He might eat a chocolate bar with Maureen Dowd in a Colorado hotel room and freak out at the enormity of the opportunity to overtake Moonbeam with a Nixon-in-China move that would send every last freaking pothead in the state to the polls to vote for him!
Brown has already signaled opposition to legalization of the demon weed on the grounds that people will get lazy if they smoke it, costing jobs and productivity. Meanwhile, half the state is already getting baked.
It’s a lazy argument premised on a dumb stereotype. Try some sativa, governor, that stuff will keep you up all night working on your budget — or, just maybe, working on your plan to outflank Kashkari on the pro-pot tip if the moderate GOP candidate gets wise and supports legalization as a way to beat you.
First place, Editorial Comment - How We Represent by Gabe Meline
In this 2012 article, Gabe passionately and rationally argues for Measure Q, which would have allowed for district elections in Santa Rosa City Council elections. The measure ultimately failed, but perhaps in a bit of foreshadowing, Gabe points out that Roseland, an island of County jurisdiction in the middle Santa Rosa, doesn’t get to vote in any Santa Rosa city elections. Maybe measure Q will come back in another form, and pass, when Roseland is officially part of Santa Rosa.
Second place, Investigative Reporting - Wrung Dry by Rachel Dovey
This 2013 article brought Rachel to the outskirts of Marin County, where residents were paying over $600 per month for water in a time when the average home in the county was paying less than 20 percent of that. Residents were capturing shower runoff in jars to water plants. A private water utility company was running the show in their area, and residents were at their wits end with how to pay for life’s most basic need.
Blue Ribbon Finalist - Special Section (Best Of issue)
This groundbreaking issue took the idea that all newspapers will be forced to online-only formats, crumpled it up and threw it in the face of pundits who predict the death of print media. Our Magic and Illusion theme featured creative print-only ideas, like a Mad Magazine—style fold-in, an article printed backwards that had to be held up to a mirror to read, one printed as a swirling vortex, one printed in a way to force the reader to flip the paper over to experience the sensation the article was talking about, and other cool, print-only tricks.
Congratulations are in order to everyone who worked on these issues and stories. Alternative weeklies like us don't win many CNPA awards, since the organization includes all papers in the state, including big players like the Los Angeles Times and the San Francisco Chronicle. We even have our own national group, Association of Alternative Newsmedia (AAN) www.altweeklies.com that also does annual awards. CNPA says the plaques are being shipped to us soon, and though Gabe and Rachel are no longer with the paper, they’ve been informed of their achievements and are stoked. Totally stoked, to be exact.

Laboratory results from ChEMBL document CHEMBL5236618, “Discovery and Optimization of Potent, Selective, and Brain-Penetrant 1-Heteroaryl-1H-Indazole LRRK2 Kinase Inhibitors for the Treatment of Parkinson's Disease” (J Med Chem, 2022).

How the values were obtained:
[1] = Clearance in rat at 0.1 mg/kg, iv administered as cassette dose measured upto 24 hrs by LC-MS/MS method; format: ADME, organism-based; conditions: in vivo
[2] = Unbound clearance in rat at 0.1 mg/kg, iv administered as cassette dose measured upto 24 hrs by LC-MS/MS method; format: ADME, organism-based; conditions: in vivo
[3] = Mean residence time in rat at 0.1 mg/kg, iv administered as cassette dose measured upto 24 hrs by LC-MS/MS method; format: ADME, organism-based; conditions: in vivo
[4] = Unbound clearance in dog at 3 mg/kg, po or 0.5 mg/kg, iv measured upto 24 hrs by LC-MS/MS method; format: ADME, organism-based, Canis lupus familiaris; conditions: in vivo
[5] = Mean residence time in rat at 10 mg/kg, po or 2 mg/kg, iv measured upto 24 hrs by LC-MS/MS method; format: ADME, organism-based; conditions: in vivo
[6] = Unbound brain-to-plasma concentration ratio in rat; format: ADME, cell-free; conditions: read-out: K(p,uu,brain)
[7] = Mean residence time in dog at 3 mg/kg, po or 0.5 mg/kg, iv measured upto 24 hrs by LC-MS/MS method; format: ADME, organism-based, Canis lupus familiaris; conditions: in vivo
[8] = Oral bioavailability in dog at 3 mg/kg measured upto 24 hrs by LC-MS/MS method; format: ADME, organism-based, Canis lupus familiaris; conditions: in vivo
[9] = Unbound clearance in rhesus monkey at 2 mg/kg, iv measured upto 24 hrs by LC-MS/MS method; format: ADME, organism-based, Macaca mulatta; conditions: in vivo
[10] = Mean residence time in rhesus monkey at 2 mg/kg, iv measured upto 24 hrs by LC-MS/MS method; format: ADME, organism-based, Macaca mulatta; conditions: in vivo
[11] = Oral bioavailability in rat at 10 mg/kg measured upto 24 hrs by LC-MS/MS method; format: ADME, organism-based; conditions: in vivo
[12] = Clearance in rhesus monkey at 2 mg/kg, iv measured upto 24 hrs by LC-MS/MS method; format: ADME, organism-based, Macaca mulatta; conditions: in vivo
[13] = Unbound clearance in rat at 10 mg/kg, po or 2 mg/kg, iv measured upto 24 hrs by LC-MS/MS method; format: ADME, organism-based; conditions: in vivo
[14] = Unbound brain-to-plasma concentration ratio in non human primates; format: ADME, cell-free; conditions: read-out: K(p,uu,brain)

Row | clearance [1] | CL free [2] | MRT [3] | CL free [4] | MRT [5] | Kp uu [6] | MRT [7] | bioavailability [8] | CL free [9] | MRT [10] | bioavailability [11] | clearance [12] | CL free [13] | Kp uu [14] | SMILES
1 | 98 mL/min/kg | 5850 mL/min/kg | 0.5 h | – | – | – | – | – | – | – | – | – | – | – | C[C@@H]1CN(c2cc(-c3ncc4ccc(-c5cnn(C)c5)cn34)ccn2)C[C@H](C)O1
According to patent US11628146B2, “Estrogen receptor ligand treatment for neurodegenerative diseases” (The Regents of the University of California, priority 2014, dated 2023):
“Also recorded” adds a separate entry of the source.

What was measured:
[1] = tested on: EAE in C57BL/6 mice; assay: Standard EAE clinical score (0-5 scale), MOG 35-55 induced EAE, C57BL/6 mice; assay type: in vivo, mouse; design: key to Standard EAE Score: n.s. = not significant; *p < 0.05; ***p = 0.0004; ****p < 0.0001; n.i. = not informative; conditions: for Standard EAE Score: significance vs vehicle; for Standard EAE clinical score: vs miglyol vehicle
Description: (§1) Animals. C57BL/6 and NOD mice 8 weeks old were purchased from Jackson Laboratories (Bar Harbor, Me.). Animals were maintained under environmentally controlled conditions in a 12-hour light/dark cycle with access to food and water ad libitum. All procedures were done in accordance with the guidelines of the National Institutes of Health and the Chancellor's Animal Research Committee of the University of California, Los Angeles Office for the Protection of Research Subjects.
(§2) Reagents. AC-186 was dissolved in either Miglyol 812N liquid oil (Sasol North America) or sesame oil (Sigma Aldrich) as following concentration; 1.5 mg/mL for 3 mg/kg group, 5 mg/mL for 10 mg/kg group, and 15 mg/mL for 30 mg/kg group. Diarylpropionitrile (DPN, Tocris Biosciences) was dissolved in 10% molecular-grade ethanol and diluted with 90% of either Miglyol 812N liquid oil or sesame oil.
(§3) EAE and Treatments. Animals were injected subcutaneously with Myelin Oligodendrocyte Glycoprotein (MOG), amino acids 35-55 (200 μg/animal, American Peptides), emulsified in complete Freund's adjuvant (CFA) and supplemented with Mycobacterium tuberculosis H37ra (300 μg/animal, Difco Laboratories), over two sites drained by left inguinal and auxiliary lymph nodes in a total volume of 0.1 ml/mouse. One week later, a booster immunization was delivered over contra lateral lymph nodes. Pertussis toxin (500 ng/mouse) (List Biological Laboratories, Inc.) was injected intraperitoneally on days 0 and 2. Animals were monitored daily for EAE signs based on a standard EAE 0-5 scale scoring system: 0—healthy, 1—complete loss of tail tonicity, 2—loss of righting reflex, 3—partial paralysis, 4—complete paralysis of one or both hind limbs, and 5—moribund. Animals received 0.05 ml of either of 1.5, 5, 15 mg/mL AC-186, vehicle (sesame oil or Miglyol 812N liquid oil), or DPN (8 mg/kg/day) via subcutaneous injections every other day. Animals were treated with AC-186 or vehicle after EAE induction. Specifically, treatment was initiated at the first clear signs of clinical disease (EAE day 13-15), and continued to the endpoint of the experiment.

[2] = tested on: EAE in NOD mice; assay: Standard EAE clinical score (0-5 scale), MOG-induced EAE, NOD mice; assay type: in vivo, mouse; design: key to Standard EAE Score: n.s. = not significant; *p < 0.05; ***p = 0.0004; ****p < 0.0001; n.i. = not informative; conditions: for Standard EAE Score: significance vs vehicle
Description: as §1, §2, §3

The Bohemian won two CNPA awards last year as well: first place for Special Section and second place for Best Feature Story.
While on the subject of honors, Bohemian news editor Tom Gogola’s story on fracking is one of AAN’s top stories of the week this week. With hundreds of newspapers and thousands of stories each week to choose from, AAN picked ours. It’s a good indicator that we’re doing something right.
Here’s to continued success!
Efren Carrillo won’t be leaving his post as Sonoma County Supervisor anytime soon, unless public pressure mounts to a tipping point, says political analyst and Sonoma State University political science professor David McCuan.
His analysis comes despite incredible outrage from the public, his fellow board members and other politicians at Carrillo’s first meeting back on the board after being found not guilty of attempted peeking by a jury last month. At the meeting last week, Supervisors Mike McGuire, Shirlee Zane and Susan Gorin called for Carrillo to step down, and chairman David Rabbit stopped just short of joining them. “We can ask you to resign, but ultimately it’s up to you,” he said.
Even if it were unanimous, the board has no legal recourse here, says McCuan. Rabbit can rearrange Carrillo's schedule, maybe reshuffle his committee appointments, but “he’s clearly not going to do anything like that,” says McCuan.
What could jeopardize Carrillo’s next two-and-a-half years on the board, says the political analyst, is if his victim in the peeking case, currently known only as Jane Doe, reveals her identity. The victim “giving a personal face to the fear and absolute horror she felt” could raise public ire to the point a recall might be successful. Without that, McCuan speculates, the supervisor may even have a good chance of garnering reelection.